Book House The Lead

“On Citizenship”: In this essay, historian Romila Thapar explores how citizenship evolved in India and the rest of the world

  • In the book “On Citizenship”, four of India’s finest public intellectuals go deep into key aspects of what constitutes citizenship in India, an issue that has lately been the subject of furious public debate.


  • The essays include ‘The Right to be a Citizen’ by eminent historian Romila Thapar, ‘The Evolving Politics of Citizenship in Republican India’ by editor and political commentator N. Ram, ‘Citizenship and the Constitution’ by legal scholar and writer Gautam Bhatia, and ‘Past Imperfect, Future Tense’ by jurist Gautam Patel.


  • The essays in this volume give the reader a proper understanding of what Indian citizenship means, the threats to it, and what each citizen of this country needs to do. Taken together, the essays in this book provide the reader with clear, informed, compelling insights into the vexed issue of citizenship in India today.


  • Read an excerpt from the book “On Citizenship” below. 


That citizenship came at the same time as a historical demarcation of immense consequence is evident because it coincided with the industrialization in Europe that brought in its wake the rise and spread of capitalism. The other side of capitalism and what guaranteed its advance was that it was tied up with the colonization of Asia and Africa, in particular, by the European nations that had undergone this change. The gradual evolution of the middle class resulted in an entirely different socioeconomic pattern in European society. Old aristocracies declined and were replaced by the new capitalists. These together with the middle classes became the mainspring of the new social evolution. The labouring class both in industry and in agriculture bore the burden of the change.

The change drew on two floating ideas. One was that members of a society if they are accepted as citizens should be treated as being equal. And further that citizenship includes everyone within that nation. Identities of caste or religion or ethnic origin should play no role in granting citizenship. Persons of the avarna castes—those outside caste—have the same rights as those of the varnas. Members of minority religions have the same rights as those of the majority religion. One could argue that unlike early societies when differentiation was a strong element in the hierarchy of status, modern times were in need of common identities and an all-inclusiveness among societies.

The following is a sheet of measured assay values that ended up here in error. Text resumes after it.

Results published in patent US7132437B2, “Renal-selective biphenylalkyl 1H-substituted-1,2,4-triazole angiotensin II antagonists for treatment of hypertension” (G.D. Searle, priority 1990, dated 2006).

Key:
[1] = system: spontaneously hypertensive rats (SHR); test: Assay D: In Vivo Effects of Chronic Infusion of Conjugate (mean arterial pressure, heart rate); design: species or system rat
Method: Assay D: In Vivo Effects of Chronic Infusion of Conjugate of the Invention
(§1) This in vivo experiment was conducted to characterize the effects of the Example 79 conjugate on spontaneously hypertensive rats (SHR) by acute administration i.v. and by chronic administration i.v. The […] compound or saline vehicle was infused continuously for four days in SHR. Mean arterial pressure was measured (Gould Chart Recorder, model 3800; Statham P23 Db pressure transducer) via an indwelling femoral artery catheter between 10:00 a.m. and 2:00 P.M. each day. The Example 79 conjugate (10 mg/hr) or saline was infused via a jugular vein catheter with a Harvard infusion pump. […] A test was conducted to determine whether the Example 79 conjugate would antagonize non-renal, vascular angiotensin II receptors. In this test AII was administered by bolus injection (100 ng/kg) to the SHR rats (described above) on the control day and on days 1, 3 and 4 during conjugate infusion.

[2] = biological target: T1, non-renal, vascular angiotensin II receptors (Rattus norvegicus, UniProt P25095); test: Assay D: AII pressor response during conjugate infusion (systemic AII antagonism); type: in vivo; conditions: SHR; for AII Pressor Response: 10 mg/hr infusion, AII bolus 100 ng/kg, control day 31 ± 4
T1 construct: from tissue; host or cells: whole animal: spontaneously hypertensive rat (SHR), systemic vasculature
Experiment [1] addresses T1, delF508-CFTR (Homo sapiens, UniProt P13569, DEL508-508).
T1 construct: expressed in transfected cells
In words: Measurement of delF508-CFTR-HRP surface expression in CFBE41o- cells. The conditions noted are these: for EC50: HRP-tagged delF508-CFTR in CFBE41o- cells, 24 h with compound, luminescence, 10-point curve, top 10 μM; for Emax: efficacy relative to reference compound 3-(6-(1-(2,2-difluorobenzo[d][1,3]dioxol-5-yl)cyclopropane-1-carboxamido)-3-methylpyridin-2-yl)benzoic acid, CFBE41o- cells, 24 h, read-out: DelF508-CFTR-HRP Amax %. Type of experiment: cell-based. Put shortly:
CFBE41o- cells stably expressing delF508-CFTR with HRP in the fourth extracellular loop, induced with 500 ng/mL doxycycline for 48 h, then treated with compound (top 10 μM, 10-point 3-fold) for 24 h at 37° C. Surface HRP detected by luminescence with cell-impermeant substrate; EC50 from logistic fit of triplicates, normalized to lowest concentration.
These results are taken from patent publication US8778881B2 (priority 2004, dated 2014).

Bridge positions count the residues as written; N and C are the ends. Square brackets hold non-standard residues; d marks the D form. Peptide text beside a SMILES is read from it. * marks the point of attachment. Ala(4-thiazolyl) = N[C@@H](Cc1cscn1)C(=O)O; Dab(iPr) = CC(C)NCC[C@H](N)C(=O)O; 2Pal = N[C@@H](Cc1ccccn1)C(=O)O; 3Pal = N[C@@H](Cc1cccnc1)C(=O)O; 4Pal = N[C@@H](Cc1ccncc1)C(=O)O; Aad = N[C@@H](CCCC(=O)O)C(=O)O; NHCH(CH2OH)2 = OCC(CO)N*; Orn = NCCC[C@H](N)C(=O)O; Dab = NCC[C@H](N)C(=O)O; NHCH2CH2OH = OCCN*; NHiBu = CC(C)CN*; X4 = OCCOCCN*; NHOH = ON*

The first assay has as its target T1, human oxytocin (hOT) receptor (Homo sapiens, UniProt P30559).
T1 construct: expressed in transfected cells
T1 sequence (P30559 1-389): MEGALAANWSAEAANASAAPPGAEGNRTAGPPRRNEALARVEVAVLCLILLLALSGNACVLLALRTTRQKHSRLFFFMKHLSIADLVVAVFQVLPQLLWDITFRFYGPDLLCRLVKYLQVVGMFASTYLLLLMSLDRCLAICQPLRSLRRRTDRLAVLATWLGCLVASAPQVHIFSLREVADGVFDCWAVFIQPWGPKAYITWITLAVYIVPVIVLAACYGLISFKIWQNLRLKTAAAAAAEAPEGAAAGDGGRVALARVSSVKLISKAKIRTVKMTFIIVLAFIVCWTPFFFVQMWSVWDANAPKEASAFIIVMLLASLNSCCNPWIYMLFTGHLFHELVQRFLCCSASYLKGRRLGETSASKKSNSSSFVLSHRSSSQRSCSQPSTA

The discussion moved to the question of the kind of state that would be the most appropriate to the change. Some spoke of a paternal democracy almost on the edge of a dictatorship, others spoke for a welfare state. The debate continues in various forms. Democracy that was beginning to allow the formulation of citizenship is now in some nations being stamped down in favour of actual or virtual dictatorships. The discussion has also hinged on other facts that might be seen as the bonding factor in determining a nation, and the discussion continues. Other factors frequently surfacing are either race or religion.

Race was given primacy in the newly founded race science of late nineteenth-century Europe and coloured many identities in different parts of the world. It was taken to a nightmarish extreme in Germany with Fascism targeting the Jews as the enemy within. The supposed difference of race between Jews and Gentiles was constantly emphasized, but the implied difference of religion was also viewed as a contribution. The Jews and the Jewish religion became the scapegoat for those Christians who, forming the majority in the country, wanted to project a particular community as boding ill for them, and therefore wanted it to be decimated or hounded out at any cost. It sounds hauntingly familiar today in countries such as India or Myanmar where some among the majority, whether Hindu or Buddhist, are not averse to seeing their Muslim compatriots being similarly targeted.

After World War II, it began to be thought that race as a criterion for citizenship was an aberration, in part because the precise definition and identity of race came under serious doubt. Theories of racial origins and identities were questioned and finally discarded. Advances in the study of genetics and of DNA have challenged the viability of racial theories.

The concept of citizenship was however strengthened in the last century. The historical change of the lower orders of society, from slave to serf to subject and finally to citizen was recognized as a change from having virtually no rights to having rights as well as the right to assert these rights. In the relationship between the individual and the state, citizenship was no longer limited to categories of the elite but included every member of the nation, by birth, by descent, and by other means. The concept of citizenship began to be seen as a historical time marker of some magnitude but unfortunately this was not conveyed to the general public, especially in the developing world.